BERLIN — With a deal last week to cut Greek debt, there was a collective sigh of relief here and in other European capitals, echoed both on Wall Street and in Washington. The transatlantic economy has once again dodged the threat of Greece’s disorderly default on its sovereign debt, an event that many feared could have pulled down Portugal’s troubled economy, if not those of Spain and Italy as well.
But Europe’s recent heroic financial maneuvers have, at best, bought the continent time to revive economic growth. Already, calls for more growth and less austerity are being heard in Spain, in France’s current presidential campaign, and from the Social Democrats here in Germany.
But growth in Europe is clearly in the eye of the beholder. European elites—based on a recent informal sampling in Berlin, Brussels, Paris, and Warsaw, Poland—expect no more than 1 to 2 percent growth over the next decade, far less than that needed from Europe by the Obama administration and the rest of the world.
Europeans’ resignation in the face of these poor growth prospects and their unwillingness to consider major structural changes to put their economy on a higher growth path are the real long-term transatlantic economic challenge, irrespective of short-term developments in the euro crisis. Convincing the Europeans to do what they need to do to maximize their growth is an objective the White House will ignore at its own peril.
The European economic engine has been sputtering for some time, even before the financial crisis hit in 2008. The 17-country eurozone’s economy has grown, on average, about 2.1 percent a year since 1993. In contrast, the U.S. economy averaged 3.2 percent growth over that period.
Europe’s future prospects are no less disheartening. The International Monetary Fund expects the eurozone economy to shrink by 0.5 percent this year and to grow by no more than 0.8 percent in 2013. (U.S. growth expectations are for 1.8 percent this year and 2.2 percent next year.)
European economists argue this growth differential reflects long-term trends, an aging population, and slow productivity growth.
The nearly 5 percent annual growth experienced in western Europe in the 1950s and 1960s was, they note, an aberration, a product of the rebound from the devastation wrought by World War II. From 1820 to 1950, Europe averaged just 1 to 2 percent annual growth, and it is now simply reverting to that trend line, they contend.
Moreover, Europe’s overall population is rapidly aging. Some countries are destined to see their populations shrink, with more people dying than being born.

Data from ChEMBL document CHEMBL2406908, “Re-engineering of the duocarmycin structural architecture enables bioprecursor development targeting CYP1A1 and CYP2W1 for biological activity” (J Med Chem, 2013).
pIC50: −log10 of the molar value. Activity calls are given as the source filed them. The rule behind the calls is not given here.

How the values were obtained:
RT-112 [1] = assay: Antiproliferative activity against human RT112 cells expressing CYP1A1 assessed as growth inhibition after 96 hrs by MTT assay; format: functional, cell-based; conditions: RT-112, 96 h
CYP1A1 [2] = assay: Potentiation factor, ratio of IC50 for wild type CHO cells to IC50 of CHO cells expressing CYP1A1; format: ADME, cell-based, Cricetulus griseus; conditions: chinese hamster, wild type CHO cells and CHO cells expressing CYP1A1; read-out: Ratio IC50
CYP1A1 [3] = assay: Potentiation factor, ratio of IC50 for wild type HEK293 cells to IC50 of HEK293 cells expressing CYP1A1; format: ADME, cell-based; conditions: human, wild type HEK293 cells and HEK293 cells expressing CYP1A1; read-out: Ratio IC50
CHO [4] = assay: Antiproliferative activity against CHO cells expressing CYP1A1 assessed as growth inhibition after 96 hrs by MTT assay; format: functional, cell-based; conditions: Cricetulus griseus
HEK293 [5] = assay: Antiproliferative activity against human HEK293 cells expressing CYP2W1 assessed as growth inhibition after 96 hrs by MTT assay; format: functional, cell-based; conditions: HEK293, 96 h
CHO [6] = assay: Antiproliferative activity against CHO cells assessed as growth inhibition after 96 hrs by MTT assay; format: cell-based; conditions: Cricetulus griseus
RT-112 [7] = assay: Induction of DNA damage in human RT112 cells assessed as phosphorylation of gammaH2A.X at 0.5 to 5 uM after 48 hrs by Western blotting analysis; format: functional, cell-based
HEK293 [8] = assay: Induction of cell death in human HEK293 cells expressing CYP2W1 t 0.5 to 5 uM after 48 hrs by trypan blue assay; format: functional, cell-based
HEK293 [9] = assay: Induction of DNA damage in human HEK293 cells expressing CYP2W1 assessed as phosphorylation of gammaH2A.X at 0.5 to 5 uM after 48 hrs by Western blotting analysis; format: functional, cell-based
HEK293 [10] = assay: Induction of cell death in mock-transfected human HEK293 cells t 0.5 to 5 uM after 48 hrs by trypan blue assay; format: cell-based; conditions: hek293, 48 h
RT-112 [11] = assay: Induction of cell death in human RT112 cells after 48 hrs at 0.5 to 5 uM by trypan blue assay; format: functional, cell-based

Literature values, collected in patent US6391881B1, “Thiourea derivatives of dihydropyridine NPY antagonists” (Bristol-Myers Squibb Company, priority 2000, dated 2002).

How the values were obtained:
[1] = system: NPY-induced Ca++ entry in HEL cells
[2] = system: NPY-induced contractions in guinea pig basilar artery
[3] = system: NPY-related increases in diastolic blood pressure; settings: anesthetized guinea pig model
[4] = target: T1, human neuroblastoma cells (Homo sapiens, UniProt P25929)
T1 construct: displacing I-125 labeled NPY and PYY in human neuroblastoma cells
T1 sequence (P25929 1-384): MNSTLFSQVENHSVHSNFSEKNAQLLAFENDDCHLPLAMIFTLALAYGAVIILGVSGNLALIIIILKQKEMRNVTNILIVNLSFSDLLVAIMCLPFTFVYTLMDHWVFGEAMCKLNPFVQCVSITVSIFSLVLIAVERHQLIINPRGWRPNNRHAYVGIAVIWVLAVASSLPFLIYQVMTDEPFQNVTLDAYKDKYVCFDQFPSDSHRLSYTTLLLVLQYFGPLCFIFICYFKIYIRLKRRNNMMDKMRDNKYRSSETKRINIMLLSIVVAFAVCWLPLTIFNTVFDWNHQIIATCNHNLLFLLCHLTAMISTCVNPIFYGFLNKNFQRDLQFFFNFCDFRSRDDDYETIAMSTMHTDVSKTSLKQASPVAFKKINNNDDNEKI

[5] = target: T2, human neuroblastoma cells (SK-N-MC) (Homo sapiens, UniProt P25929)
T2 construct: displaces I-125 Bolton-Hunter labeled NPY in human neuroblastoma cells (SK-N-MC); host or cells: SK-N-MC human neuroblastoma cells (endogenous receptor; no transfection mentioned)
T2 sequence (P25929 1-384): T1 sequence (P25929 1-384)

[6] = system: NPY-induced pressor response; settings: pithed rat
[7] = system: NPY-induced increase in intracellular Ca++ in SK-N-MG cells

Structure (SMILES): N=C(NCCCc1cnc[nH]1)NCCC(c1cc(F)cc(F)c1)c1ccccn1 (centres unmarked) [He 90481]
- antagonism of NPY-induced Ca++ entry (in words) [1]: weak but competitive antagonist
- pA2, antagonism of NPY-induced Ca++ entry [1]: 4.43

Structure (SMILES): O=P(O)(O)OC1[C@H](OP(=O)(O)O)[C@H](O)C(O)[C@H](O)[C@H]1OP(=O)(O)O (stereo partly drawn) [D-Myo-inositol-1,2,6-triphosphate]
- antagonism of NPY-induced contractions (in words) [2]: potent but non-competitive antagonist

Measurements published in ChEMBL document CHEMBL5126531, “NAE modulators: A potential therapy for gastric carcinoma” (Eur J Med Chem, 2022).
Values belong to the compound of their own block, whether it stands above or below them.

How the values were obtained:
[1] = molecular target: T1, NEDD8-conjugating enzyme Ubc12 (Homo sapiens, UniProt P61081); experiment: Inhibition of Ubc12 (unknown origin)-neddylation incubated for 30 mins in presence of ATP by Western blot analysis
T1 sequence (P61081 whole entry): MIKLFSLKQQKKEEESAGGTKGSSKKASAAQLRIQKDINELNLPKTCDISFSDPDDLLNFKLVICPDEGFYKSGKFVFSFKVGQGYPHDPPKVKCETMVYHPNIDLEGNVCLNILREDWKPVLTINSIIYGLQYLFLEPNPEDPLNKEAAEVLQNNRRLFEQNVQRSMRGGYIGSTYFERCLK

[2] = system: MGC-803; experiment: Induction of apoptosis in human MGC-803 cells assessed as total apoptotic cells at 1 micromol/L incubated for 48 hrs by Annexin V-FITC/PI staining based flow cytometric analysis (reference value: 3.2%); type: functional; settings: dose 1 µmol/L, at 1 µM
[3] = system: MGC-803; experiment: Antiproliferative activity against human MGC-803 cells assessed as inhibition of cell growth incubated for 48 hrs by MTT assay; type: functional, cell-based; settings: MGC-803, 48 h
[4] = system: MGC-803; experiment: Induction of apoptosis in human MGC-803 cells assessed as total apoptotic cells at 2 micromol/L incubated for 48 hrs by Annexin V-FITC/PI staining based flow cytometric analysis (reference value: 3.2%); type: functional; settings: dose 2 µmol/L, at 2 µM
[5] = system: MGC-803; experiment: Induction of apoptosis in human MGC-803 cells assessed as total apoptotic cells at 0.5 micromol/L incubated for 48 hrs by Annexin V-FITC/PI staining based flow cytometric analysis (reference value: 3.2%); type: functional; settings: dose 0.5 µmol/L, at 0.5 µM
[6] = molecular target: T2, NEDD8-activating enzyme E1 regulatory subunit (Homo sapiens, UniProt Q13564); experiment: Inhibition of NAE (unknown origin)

And productivity in the eurozone has grown on average by only 0.9 percent a year over the past decade, compared with 2 percent in the United States.
Europeans also maintain that Americans are obsessed with growth per se, while they are focused on the quality of growth as measured by a high per capita income.
This is a self-reassuring argument, but the internal contradictions in this line of reasoning suggest it really reflects European resignation in the face of economic challenges they don’t care to address.
High per capita income is certainly a laudable goal. Too bad income per head grew faster in the United States than in the eurozone between 2001 and 2007.
To be sure, Europe’s demographic problems are formidable. But demography is not destiny. Europeans’ unwillingness to increase immigration is a self-imposed growth limitation that suggests they prefer a weaker economy to coping with more foreigners. In Germany, for example, net migration flows have actually declined over the past decade; immigration of workers accounts for only a small share of all immigration, and the proportion of highly educated migrants is lower in Germany than in many other industrial nations, according to the Organization for Economic Cooperation and Development, the industrial-country think tank based in Paris.
Moreover, European productivity can be improved, even in the vaunted German economy. Over the past decade, productivity growth per German employee was only about half the average in other industrial countries, according to the OECD. In part, this reflects a decline in the number of hours worked per person; German women work only about 30 hours per week, a total among the lowest in the industrial world. This could change if children’s day care were more readily available and social norms adjusted to modern labor-force requirements. Moreover, productivity is particularly lagging in German business services. Reforms to remove entry barriers and foster competition are needed not only in Greece and Italy, but even in Germany.
Restoring growth is Europe’s new challenge. And over the next few years, Washington will hear a lot from here about how America should not expect too much. Don’t believe it.